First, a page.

Assessing the secular trends in the transmission of HIV in Greece


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Abstract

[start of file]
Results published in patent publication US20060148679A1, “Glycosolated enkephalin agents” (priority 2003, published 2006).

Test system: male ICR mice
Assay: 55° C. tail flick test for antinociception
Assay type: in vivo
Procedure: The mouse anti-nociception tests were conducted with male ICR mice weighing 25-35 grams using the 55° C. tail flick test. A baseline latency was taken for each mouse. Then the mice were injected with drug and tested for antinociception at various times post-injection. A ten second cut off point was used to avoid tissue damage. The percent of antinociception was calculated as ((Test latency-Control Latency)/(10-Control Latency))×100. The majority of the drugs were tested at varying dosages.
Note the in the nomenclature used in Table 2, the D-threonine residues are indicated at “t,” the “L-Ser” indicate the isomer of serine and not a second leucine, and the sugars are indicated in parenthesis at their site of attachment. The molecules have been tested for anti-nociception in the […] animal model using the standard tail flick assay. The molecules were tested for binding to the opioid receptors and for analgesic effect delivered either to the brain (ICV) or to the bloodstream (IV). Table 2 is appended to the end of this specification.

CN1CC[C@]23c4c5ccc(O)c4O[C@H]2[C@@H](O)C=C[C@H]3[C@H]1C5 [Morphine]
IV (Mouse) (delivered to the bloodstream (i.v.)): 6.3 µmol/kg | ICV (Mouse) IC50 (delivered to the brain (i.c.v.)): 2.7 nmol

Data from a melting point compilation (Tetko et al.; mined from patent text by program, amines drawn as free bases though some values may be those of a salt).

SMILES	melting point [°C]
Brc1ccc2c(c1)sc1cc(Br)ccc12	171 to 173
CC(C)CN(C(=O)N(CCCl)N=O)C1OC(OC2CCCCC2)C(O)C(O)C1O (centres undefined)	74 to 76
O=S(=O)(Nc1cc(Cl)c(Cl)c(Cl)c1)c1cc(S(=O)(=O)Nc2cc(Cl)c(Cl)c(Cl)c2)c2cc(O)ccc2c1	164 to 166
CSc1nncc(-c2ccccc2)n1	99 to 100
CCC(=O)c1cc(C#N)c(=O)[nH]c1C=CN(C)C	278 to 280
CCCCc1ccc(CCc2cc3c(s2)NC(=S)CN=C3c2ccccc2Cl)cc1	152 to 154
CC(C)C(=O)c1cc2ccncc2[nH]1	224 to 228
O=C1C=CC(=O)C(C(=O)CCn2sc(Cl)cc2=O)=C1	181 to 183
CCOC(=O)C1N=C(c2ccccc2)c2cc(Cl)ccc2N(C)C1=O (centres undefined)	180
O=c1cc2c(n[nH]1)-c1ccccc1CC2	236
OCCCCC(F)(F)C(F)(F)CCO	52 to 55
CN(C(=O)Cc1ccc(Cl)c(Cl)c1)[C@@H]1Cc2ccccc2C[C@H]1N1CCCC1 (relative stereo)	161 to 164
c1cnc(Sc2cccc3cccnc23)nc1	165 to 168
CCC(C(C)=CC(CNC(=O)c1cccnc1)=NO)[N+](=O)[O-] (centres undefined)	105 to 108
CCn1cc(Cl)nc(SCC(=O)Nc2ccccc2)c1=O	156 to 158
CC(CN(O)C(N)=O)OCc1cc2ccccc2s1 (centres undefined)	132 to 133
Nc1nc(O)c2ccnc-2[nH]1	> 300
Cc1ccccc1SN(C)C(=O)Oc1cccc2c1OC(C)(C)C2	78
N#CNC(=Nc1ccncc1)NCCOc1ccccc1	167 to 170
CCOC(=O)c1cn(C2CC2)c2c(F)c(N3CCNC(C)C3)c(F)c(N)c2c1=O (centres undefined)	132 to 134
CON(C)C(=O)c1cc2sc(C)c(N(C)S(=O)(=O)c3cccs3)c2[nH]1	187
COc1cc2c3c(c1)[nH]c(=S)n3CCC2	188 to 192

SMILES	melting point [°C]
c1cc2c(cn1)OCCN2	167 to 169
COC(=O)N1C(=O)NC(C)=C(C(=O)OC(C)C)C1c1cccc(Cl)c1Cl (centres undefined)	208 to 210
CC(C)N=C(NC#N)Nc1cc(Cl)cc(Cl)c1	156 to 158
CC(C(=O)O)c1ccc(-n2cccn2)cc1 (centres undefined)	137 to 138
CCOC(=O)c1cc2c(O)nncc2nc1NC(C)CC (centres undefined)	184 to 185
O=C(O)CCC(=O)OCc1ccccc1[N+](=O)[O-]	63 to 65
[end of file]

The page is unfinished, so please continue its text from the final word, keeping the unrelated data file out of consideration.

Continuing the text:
Objective:To evaluate the current trends in HIV transmission in Greece.Methods:A retrospective study of HIV infected individuals reported to the Hellenic Center for Infectious Diseases Control (HCIDC) was conducted.Results:Since the beginning of the epidemic in Greece and until early 1990s most cases concerned men who have sex with men (MSM). After the mid-1990s the proportion of homosexual males among HIV positive individuals decreased slightly, then was stabilised but they still remain the dominant population among HIV positive people. On the other hand, heterosexual transmission increased steadily and has become a frequent route for the spread of HIV/AIDS in recent years. Individuals originating from or travelling to countries where this mode of transmission prevails were the most frequent cases in this category. A significant proportion of cases classified as “undetermined” were also recorded and were partially attributed to the increased heterosexual transmission among people (especially women) without obvious high risk behaviours.Conclusions:The HIV/AIDS surveillance system must evolve in order to find the new unreported risk information and identify the population groups at higher risk. This will help to implement preventive policies and information campaigns addressed to target populations with special attention paid to immigrants, women, and marginalised communities.

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